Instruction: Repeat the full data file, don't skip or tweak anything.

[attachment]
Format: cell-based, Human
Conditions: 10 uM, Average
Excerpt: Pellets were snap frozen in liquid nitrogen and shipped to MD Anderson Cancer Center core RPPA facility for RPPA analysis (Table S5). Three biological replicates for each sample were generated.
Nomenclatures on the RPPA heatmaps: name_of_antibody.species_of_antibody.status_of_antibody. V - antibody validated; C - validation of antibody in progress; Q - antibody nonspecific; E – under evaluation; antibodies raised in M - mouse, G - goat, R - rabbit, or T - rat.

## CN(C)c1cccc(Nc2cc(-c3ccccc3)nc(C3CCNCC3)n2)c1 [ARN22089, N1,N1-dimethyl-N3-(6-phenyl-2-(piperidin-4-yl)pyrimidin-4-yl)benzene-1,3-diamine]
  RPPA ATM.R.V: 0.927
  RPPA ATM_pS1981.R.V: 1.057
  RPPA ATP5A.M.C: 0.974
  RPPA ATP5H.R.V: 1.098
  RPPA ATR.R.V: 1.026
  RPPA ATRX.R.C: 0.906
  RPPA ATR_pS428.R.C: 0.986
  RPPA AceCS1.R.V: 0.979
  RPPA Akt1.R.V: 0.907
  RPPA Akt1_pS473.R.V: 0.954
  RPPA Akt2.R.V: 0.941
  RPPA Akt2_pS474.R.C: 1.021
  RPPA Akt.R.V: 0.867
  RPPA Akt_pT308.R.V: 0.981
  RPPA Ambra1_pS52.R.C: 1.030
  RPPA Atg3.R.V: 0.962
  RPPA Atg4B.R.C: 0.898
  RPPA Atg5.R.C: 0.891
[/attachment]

Format: cell-based, Human
Conditions: 10 uM, Average
Excerpt: Pellets were snap frozen in liquid nitrogen and shipped to MD Anderson Cancer Center core RPPA facility for RPPA analysis (Table S5). Three biological replicates for each sample were generated.
Nomenclatures on the RPPA heatmaps: name_of_antibody.species_of_antibody.status_of_antibody. V - antibody validated; C - validation of antibody in progress; Q - antibody nonspecific; E – under evaluation; antibodies raised in M - mouse, G - goat, R - rabbit, or T - rat.

## CN(C)c1cccc(Nc2cc(-c3ccccc3)nc(C3CCNCC3)n2)c1 [ARN22089, N1,N1-dimethyl-N3-(6-phenyl-2-(piperidin-4-yl)pyrimidin-4-yl)benzene-1,3-diamine]
  RPPA ATM.R.V: 0.927
  RPPA ATM_pS1981.R.V: 1.057
  RPPA ATP5A.M.C: 0.974
  RPPA ATP5H.R.V: 1.098
  RPPA ATR.R.V: 1.026
  RPPA ATRX.R.C: 0.906
  RPPA ATR_pS428.R.C: 0.986
  RPPA AceCS1.R.V: 0.979
  RPPA Akt1.R.V: 0.907
  RPPA Akt1_pS473.R.V: 0.954
  RPPA Akt2.R.V: 0.941
  RPPA Akt2_pS474.R.C: 1.021
  RPPA Akt.R.V: 0.867
  RPPA Akt_pT308.R.V: 0.981
  RPPA Ambra1_pS52.R.C: 1.030
  RPPA Atg3.R.V: 0.962
  RPPA Atg4B.R.C: 0.898
  RPPA Atg5.R.C: 0.891